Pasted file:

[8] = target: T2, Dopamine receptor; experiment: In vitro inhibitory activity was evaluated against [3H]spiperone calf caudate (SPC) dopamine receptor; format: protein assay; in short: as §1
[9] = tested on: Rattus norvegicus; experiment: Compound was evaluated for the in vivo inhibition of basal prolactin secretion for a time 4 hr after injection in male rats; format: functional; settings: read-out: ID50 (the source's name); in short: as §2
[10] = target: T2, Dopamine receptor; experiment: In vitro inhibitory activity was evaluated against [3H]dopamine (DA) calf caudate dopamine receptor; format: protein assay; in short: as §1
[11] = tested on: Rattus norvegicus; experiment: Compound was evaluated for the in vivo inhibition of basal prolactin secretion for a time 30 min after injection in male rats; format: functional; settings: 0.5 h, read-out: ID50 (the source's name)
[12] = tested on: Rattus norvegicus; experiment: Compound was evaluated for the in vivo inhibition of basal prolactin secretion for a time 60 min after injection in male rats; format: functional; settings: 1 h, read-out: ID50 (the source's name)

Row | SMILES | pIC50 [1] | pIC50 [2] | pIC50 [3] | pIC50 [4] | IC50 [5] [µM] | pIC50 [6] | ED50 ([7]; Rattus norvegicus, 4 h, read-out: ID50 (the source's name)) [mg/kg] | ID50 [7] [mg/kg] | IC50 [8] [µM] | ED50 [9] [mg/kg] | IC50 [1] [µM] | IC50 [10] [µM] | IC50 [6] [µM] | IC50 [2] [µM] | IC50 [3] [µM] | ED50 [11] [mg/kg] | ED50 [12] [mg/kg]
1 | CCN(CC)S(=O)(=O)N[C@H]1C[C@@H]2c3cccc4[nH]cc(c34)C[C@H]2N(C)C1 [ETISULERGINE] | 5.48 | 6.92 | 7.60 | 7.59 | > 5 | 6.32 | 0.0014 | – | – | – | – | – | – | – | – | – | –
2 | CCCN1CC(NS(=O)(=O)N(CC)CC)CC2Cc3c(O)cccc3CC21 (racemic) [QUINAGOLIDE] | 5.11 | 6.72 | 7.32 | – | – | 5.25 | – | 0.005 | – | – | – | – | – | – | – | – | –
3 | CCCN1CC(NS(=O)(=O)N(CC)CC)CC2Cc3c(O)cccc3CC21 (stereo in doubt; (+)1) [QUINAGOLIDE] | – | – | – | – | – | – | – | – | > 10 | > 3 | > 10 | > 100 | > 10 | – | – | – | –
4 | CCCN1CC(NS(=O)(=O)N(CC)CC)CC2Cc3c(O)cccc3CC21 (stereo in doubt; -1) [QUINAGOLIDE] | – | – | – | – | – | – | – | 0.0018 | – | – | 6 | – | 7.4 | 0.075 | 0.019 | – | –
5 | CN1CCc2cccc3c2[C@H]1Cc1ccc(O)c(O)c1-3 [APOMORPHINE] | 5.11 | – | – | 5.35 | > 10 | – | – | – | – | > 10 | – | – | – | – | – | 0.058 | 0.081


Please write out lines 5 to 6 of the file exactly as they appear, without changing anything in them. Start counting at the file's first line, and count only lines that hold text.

[12] = tested on: Rattus norvegicus; experiment: Compound was evaluated for the in vivo inhibition of basal prolactin secretion for a time 60 min after injection in male rats; format: functional; settings: 1 h, read-out: ID50 (the source's name)

Row | SMILES | pIC50 [1] | pIC50 [2] | pIC50 [3] | pIC50 [4] | IC50 [5] [µM] | pIC50 [6] | ED50 ([7]; Rattus norvegicus, 4 h, read-out: ID50 (the source's name)) [mg/kg] | ID50 [7] [mg/kg] | IC50 [8] [µM] | ED50 [9] [mg/kg] | IC50 [1] [µM] | IC50 [10] [µM] | IC50 [6] [µM] | IC50 [2] [µM] | IC50 [3] [µM] | ED50 [11] [mg/kg] | ED50 [12] [mg/kg]